Lifting the mask off South Asia’s pollution stupor


Lifting the mask off South Asia’s pollution stupor

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Pakistan’s largest two cities – Karachi and Lahore – were conferred the dubious distinction of being among the top three worst polluted cities in the world in this month’s live global Air Quality Index (AQI) rankings. Other mega cities in the region – New Delhi, Dhaka and Kolkata included – fare little better these days. Even the cricket World Cup that India is hosting has felt the pinch of pollution.

Islamabad’s lush Margalla Hills are hard to make out these days with the haze blotting out their beauty. A minimally good AQI score for a city should be 50. Last week, the eastern city of Lahore crossed a whopping 400 on the AQI meter. The city is literally breathing poison. A health emergency has been imposed – schools and offices are being closed for two to three days a week and wearing face masks is mandatory albeit not many comply. Hospitals are over-run with patients struggling with respiratory afflictions. 

But none of this is new. Every fall season the great plains of Pakistan and India – centered on the Punjab region – fall under the pall of wintry transition between harvesting and sowing, burning stubble spread over millions of hectares of agricultural land that needs to be cleared for the next cycle of crops. This leads to life threatening smog that billows out over hundreds of square kilometers smothering tens of millions of people making it difficult to attend offices and schools due to respiratory and other diseases. Motorways and highways have to be closed for hours every day to prevent deadly accidents. 

And yet year after year, governments across both sides are failing to manage the situation. Punjab – on both sides of the India-Pakistan border – being the agricultural heartland and breadbasket of South Asia with its millions of farmers, is hard to regulate into compliance. Industrial complexes in the region in most major cities trap heat and moisture into a forbidding mix. You can almost slice the air with a knife. This year high courts in both Pakistan and India have become angry and enforced punitive orders to manage the situation. But little changes, beyond patiently waiting out weeks upon weeks of slow misery.

Is Pakistan ready with appropriate and adequate capacities to absorb and put to work any climate management financing it is likely to receive? Doubtful.

Adnan Rehmat

Pollution is as much a management challenge as it is an increasingly climate-induced burden that is changing weather patterns and imposing a health as well as economic cost on facing it. Pakistan, one of the world’s 10 most climate stressed countries already, has made some headway in recent years in improving national awareness about the need to tackle this on priority.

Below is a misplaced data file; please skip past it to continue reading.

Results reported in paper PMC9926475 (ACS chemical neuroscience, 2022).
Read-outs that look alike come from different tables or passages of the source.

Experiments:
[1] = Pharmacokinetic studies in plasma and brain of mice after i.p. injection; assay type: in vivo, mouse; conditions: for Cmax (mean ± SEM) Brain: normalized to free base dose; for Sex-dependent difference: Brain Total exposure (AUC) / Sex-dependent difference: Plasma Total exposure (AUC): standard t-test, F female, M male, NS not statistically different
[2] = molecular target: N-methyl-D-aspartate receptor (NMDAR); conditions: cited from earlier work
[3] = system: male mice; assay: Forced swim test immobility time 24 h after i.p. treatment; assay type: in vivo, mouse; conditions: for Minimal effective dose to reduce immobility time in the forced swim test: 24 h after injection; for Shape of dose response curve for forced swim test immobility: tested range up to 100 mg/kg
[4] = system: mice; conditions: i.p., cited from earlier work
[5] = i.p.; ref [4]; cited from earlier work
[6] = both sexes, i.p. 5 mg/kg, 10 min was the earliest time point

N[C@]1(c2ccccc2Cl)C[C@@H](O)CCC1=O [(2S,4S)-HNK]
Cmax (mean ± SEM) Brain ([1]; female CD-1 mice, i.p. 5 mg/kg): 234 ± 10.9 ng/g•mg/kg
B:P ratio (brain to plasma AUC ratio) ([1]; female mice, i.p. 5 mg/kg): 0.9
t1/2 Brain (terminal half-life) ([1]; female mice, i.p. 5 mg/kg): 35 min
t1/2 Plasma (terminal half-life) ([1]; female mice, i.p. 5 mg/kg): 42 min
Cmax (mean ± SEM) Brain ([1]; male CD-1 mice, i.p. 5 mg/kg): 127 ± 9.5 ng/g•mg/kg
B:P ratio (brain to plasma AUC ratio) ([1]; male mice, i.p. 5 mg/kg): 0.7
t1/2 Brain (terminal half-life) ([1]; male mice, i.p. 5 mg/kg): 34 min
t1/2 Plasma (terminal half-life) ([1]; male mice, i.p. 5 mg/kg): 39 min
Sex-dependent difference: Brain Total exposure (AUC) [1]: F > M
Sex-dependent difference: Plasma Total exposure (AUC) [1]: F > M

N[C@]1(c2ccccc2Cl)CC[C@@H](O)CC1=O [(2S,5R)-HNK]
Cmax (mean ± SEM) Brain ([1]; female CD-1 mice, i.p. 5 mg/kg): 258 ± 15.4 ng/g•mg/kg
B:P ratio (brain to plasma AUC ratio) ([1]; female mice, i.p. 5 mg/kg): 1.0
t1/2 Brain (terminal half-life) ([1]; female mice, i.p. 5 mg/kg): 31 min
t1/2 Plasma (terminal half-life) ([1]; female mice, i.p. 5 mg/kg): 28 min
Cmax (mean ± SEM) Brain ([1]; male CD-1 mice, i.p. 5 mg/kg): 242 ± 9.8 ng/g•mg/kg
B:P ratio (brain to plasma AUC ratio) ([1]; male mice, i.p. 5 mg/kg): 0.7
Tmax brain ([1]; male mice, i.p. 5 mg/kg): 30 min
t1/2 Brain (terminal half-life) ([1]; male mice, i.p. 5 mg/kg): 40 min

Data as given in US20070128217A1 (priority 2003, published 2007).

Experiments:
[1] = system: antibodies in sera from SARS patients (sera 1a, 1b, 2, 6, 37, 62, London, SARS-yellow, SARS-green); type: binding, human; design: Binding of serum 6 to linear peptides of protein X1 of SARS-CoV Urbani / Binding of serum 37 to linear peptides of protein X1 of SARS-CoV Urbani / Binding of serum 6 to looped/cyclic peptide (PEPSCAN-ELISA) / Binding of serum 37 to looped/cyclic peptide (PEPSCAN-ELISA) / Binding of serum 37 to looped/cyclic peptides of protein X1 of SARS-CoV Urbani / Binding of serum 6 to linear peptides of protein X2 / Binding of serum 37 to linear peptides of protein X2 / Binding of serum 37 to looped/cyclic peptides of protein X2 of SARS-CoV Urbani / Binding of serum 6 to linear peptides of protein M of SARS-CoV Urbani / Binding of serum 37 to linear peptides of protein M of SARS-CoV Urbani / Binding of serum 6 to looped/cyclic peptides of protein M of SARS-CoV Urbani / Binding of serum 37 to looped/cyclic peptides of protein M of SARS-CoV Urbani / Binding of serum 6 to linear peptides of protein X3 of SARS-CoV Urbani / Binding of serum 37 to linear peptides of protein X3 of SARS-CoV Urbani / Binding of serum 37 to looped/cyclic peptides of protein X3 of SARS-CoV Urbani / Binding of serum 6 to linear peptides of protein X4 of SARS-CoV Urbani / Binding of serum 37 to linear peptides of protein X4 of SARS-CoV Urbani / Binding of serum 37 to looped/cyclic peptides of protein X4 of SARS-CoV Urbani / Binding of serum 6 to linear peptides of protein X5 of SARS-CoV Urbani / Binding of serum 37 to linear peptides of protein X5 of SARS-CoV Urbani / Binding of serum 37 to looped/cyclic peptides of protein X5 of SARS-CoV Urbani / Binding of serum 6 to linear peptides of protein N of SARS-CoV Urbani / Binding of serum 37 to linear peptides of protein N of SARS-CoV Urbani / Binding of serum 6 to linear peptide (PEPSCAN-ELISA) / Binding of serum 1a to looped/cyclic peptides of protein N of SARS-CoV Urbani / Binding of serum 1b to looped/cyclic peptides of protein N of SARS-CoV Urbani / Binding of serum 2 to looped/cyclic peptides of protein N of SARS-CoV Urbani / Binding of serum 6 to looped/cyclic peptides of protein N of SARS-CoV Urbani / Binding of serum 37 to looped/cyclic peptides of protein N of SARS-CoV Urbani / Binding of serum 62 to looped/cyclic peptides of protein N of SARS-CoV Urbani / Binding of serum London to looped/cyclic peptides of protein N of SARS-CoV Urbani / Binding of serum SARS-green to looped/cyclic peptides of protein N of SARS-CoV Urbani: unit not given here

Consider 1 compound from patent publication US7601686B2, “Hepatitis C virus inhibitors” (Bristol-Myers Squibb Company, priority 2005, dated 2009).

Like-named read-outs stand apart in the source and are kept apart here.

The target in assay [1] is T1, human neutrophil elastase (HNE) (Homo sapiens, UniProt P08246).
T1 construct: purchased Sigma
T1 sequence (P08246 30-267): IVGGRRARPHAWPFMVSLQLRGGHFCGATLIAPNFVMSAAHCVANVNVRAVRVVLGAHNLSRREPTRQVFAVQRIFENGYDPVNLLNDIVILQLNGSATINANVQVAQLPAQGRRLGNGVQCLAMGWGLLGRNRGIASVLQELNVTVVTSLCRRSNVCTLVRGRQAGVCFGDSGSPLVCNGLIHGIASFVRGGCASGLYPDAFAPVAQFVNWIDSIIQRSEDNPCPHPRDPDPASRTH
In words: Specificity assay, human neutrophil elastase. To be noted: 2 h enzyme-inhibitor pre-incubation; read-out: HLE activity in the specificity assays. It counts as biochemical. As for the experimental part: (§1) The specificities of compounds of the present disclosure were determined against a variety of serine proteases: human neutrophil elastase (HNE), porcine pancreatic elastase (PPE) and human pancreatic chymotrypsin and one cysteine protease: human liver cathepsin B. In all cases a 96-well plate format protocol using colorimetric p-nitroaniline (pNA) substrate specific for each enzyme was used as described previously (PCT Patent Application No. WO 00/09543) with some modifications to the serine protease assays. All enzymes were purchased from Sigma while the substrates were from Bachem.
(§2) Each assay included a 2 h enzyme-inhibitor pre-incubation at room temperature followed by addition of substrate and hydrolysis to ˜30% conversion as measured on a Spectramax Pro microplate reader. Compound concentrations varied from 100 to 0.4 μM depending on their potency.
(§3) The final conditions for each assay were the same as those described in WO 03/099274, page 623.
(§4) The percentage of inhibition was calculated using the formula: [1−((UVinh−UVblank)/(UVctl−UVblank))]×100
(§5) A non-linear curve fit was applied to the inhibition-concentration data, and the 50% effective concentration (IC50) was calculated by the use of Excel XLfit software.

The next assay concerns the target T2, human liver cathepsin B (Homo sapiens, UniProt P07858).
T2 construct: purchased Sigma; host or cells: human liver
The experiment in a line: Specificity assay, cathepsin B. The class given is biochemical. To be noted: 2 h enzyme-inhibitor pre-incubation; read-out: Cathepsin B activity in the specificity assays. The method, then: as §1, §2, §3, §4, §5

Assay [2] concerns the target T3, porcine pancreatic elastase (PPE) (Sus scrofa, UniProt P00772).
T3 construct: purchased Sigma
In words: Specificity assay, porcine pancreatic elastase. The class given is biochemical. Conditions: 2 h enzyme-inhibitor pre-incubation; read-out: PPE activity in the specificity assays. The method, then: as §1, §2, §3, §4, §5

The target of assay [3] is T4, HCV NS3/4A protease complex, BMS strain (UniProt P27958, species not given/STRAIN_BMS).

Considering that massive resources are required to put into place functional institutions and sustainable solutions that will tackle the enormity of climate crisis in any meaningful way – money Pakistan doesn’t have thanks to its politically-crippled economy – Islamabad has been plugging itself into global initiatives to qualify for climate financing and even contributing to global debates to forge global consensus. But is Pakistan ready with appropriate and adequate capacities to absorb and put to work any climate management financing it is likely to receive? Doubtful.

There are some policy steps for structural reforms that Pakistan can certainly take that can help it move beyond cosmetic steps – such as merely shuffling deputy commissioners in some cities to go scare some farmers and industrialists – to properly address challenges like winter smog, the monsoon flood, debilitating summer heatwaves and recurring droughts. The answer is to be policy-driven, institutionally centered and community-inclusive.

Pakistan has a federal climate change ministry – few countries in the region do – with a mandate to address climate-related crises, but it is not technically equipped to enforce a governance mandate within sprawling provincial jurisdictions. And yet the provinces have no capacity to resolve the issue of climate and natural resource management challenges.

The solution requires three minimal steps – establishing climate crisis ministries in the provinces, establishing trilateral engagement within provinces among ministries of climate, health and finance for integrated and efficient solutions, and making distinct climate management finance allocations in provincial budgets.

These policy steps need to be supplemented by the federal climate ministry to abandon half-baked implementation strategies in provinces where it has no jurisdiction and instead limit itself to serving as a bridge between international best practices and the provincial strategies for informed decision making, leaving the implementation to take necessary and adequate actions to tackle pollution sustainably to the provinces.

In the meanwhile, we in the region must keep those masks on and keep asking political parties ahead of looming elections in Pakistan, India, Bangladesh and Sri Lanka what they will do to tackle the climate crisis if we vote them into power.

– Adnan Rehmat is a Pakistan-based journalist, researcher and analyst with interests in politics, media, development and science.

Twitter: @adnanrehmat1

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